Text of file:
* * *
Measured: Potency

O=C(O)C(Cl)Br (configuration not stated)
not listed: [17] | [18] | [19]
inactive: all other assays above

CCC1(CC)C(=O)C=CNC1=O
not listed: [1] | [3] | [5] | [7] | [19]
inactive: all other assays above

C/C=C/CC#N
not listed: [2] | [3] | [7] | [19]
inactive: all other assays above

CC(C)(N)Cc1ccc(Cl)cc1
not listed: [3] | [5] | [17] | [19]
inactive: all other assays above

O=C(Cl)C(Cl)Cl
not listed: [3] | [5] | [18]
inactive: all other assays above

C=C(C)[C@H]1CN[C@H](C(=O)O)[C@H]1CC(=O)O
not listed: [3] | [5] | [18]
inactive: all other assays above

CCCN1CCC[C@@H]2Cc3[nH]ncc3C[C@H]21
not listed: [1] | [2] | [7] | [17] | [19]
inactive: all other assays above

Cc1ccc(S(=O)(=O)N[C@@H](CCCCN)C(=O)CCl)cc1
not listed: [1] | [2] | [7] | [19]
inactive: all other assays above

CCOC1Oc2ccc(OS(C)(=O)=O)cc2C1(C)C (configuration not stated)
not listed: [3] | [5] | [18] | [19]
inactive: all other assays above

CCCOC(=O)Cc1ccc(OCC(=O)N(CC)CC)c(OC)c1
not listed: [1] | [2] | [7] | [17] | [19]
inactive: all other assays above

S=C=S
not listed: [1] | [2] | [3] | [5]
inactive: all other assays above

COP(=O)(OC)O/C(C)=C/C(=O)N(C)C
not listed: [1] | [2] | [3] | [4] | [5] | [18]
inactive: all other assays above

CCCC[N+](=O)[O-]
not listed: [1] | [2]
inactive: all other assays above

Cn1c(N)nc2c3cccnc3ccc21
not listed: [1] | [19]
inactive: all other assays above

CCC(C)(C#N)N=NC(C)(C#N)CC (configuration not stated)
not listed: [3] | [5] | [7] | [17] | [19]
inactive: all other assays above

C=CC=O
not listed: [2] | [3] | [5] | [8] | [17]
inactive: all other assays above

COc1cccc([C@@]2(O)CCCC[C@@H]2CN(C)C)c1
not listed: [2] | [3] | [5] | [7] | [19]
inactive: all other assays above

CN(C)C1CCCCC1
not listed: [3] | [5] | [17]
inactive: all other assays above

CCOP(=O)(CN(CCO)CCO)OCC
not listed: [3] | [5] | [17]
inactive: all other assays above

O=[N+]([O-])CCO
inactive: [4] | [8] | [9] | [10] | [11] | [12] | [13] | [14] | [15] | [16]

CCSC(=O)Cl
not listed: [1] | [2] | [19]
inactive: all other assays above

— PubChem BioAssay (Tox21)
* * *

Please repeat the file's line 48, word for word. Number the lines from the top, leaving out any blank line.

not listed: [2] | [3] | [5] | [8] | [17]